Saturday 20th December 2014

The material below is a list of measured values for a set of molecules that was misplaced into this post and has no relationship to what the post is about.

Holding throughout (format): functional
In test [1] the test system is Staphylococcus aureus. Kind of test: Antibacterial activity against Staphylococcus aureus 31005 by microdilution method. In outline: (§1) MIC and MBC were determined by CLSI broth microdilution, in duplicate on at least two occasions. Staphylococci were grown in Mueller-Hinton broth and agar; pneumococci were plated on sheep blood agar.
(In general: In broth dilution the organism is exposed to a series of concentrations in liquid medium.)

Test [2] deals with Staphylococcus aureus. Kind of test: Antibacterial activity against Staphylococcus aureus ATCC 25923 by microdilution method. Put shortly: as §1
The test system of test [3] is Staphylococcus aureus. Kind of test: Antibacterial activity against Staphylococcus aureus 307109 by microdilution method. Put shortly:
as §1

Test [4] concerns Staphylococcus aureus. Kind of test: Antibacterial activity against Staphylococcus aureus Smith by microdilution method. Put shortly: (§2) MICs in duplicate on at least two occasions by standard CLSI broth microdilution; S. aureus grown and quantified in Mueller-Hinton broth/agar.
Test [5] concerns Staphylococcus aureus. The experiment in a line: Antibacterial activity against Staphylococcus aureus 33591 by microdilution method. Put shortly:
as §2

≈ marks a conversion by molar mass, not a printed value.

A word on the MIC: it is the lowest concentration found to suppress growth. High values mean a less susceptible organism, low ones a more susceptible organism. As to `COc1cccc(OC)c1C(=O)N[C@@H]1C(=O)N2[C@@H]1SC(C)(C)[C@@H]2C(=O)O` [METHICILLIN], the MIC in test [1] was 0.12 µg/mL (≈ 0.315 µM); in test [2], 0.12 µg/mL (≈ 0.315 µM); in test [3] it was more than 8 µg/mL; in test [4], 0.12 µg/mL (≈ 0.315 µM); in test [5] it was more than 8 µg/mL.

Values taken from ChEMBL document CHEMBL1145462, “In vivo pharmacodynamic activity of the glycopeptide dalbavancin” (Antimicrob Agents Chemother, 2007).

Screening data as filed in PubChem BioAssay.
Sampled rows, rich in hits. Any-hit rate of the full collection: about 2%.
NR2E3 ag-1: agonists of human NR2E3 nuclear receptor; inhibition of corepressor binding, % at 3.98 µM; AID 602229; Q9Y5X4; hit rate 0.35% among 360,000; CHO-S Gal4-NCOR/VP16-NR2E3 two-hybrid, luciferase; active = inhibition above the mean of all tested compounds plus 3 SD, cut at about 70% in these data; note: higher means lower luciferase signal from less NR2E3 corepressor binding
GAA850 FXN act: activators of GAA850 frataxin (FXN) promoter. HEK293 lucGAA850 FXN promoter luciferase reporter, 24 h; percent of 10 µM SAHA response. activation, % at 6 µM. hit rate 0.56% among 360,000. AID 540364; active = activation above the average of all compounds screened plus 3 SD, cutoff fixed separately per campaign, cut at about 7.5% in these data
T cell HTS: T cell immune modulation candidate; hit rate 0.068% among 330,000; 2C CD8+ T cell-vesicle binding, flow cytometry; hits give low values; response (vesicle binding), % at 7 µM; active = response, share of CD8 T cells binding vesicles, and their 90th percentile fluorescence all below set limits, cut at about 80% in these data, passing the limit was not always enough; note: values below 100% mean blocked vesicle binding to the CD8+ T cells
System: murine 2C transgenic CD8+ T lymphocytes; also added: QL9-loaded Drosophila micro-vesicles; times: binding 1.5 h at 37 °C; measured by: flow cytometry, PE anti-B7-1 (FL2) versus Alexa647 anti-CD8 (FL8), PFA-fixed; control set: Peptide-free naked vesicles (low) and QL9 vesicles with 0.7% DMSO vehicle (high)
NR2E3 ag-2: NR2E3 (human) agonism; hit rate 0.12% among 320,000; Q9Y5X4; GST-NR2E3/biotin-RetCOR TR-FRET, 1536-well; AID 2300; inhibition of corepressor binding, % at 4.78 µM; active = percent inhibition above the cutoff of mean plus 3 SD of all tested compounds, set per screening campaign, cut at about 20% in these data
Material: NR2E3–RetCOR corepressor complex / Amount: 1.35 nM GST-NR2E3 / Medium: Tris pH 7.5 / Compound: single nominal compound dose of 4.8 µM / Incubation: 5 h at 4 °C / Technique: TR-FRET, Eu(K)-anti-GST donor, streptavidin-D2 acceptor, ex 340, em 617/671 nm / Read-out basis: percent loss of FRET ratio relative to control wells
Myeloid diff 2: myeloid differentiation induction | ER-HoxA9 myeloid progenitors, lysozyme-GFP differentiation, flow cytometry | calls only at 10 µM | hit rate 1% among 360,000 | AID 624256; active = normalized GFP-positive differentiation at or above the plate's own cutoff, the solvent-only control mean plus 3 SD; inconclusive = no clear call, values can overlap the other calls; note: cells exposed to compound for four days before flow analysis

NEWS TICKER: FRIDAY DECEMBER 19TH 2014: Scotiabank’s Commodity Price Index dropped -4.8% m/m in November (-6.1% yr/yr) and will end 2014 in a ‘deflationary’ mode, says economist Patricia Mohr. "Significant capacity expansion and the defence of market share by major oil and iron ore producers— against a backdrop of lacklustre world economic growth — account for the softness at the end of the year," she says. Mohr adds that the decision by Saudi Arabia not to reduce output to shore up international oil prices, but instead to allow prices to drop to levels curbing US shale development appears to be having a negative impact on confidence in a wide variety of other commodity as well as equity markets. She predicts prices will fall further this month, but will start to rebound in mid 201 - Jonathan Hill, the EU's financial-services commissioner, says he plans to pursue rules that separate a bank's proprietary trading from retail operations. "The sensible thing to do is to seek to make progress quickly" on the issue, Hill said. "There are still areas of risk in some of the biggest and most complicated banks,” reports Bloomberg- CME Group, said yesterday that it will change daily price limits in its CME Feeder Cattle futures effective today, pursuant to its emergency action authority. The current daily price limit for CME Feeder Cattle futures is $3.00 per hundredweight and will change to $4.50 per hundredweight effective on trade date December 18th Additionally, effective December 19th (tomorrow) these limits will have the ability to expand by 150% to $6.75 per hundredweight on any business day in the event that one of the first two contract months settles at limit on the previous trading day. CME Feeder Cattle futures have been locked limit for five consecutive days as a result of various factors. The change to daily price limits is necessary to ensure continued price discovery and risk transfer, says the CME. Daily price limits for CME Live Cattle futures will remain unchanged at $3.00 per hundredweight. Effective Friday, December 19th, these limits will have the ability to expand by 150 percent to $4.50 per hundredweight in the event that one of the first two contract months settles at limit on the previous trading day - The Straits Times Index (STI) ended +16.42 points higher or +0.51% to 3243.65, taking the year-to-date performance to +2.49%. The FTSE ST Mid Cap Index gained +0.29% while the FTSE ST Small Cap Index gained +0.71%. The top active stocks were Keppel Corp (+2.68%), SingTel (-1.02%), DBS (+2.36%), Global Logistic (-3.21%) and UOB (+0.30%). The outperforming sectors today were represented by the FTSE ST Basic Materials Index (+3.13%). The two biggest stocks of the FTSE ST Basic Materials Index are Midas Holdings (+6.38%) and Geo Energy Resources (unchanged). The underperforming sector was the FTSE ST Telecommunications Index, which declined -0.98% with SingTel’s share price declining -1.02% and StarHub’s share price declining-0.73%. The three most active Exchange Traded Funds (ETFs) by value today were the IS MSCI India (+2.56%), DBXT CSI300 ETF (+0.42%), STI ETF (+0.61%). The three most active Real Estate Investment Trusts (REITs) by value were Ascendas REIT (-0.42%), Keppel DC REIT (unchanged), Suntec REIT (+0.26%). The most active index warrants by value today were HSI23400MBeCW150129 (+7.32%), HSI22600MBePW150129 (unchanged), HSI24000MBeCW150129 (+12.50%). The most active stock warrants by value today were KepCorp MBeCW150602 (+21.95%), DBS MB eCW150420 (+29.29%), DBS MB ePW150402 (-18.03%) - Spain’s Director of Public Prosecutions, Eduardo Torres Dulce, has resigned from the post for “personal reasons”, Spanish daily El Mundo reported this morning. A spokesman for the Public Prosecutor’s office confirmed the news by telephone to The Spain Report, saying that Mr. Torres Dulce had informed Justice Minister Rafael Catalá of his decision: “but that it perhaps would not come into effect until they find a replacement”. That decision is taken at cabinet level. The next cabinet meeting for Rajoy’s government is tomorrow morning - Hedge funds including Marshall Wace, Odey Asset Management and Lansdowne Partners are shorting OTP Bank Plc, a Hungarian lender with a Russian subsidiary whose shares have fallen almost 6% this month reports Albourne Village. All three London-based funds took or increased their position this month in OTP, Hungary’s largest lender, according to data compiled by Bloomberg. The ruble rose today in Moscow after plunging as much as 19%against the dollar yesterday, when Russia’s central bank increased interest rates to 17% percent from 10.5 percent in an attempt to stem the decline. The ruble is down 52% this year and has taken a disproportionate beating in the wake of sanctions and falling oil prices. The country still has the third largest currency reserves in the world and so is unlikely to default. According to Eric Chaney, Manolis Davradakis and Greg Venizelos from AXA IM’s Research and Investment Strategy team Russia will likely resort to fiscal stimulus to contain the risk of social and political unrest. Capital controls, political unrest and even default on private hard currency debts are possible outcomes they say. They credit default swaps market is pricing a one-third probability of sovereign default within five years - Indonesia is ramping up financing for its $439bn development program, planning an almost fivefold increase in sales of project sukuk. The government is seeking to raise IDR7.14trn rupiah (around $568m) from notes that will fund particular construction ventures next year, compared with IDR1.5trn this year, which say local press reports, will help finance its estimated spending of about IDR5,519trn from 2015 to 2019 to build roads, railways and power plants.